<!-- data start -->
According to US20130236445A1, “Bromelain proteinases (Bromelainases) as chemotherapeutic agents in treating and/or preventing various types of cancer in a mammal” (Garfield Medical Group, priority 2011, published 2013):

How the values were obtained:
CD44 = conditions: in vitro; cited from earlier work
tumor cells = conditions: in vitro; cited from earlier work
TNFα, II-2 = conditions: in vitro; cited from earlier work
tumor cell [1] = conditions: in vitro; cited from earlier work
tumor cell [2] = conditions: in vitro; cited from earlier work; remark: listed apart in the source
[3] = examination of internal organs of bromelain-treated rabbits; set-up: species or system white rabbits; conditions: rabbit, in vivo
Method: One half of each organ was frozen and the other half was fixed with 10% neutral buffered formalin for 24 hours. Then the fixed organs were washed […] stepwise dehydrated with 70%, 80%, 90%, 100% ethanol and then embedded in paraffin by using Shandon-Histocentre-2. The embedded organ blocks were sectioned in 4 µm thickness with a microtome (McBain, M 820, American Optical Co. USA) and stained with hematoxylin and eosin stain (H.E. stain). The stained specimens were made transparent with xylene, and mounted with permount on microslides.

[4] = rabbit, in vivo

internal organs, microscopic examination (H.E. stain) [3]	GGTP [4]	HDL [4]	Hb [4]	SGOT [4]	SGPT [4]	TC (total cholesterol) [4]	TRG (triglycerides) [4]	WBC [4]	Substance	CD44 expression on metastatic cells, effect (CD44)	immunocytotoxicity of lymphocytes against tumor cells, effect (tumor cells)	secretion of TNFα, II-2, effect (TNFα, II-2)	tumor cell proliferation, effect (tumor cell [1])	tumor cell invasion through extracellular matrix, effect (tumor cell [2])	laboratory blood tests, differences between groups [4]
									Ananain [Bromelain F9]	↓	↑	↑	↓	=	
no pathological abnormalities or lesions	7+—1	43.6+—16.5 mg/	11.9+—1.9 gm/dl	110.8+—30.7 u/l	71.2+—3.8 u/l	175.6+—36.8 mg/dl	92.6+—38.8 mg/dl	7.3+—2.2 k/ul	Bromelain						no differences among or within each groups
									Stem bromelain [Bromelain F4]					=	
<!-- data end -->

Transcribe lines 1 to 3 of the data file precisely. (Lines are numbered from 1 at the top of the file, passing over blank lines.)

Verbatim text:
According to US20130236445A1, “Bromelain proteinases (Bromelainases) as chemotherapeutic agents in treating and/or preventing various types of cancer in a mammal” (Garfield Medical Group, priority 2011, published 2013):

How the values were obtained:
CD44 = conditions: in vitro; cited from earlier work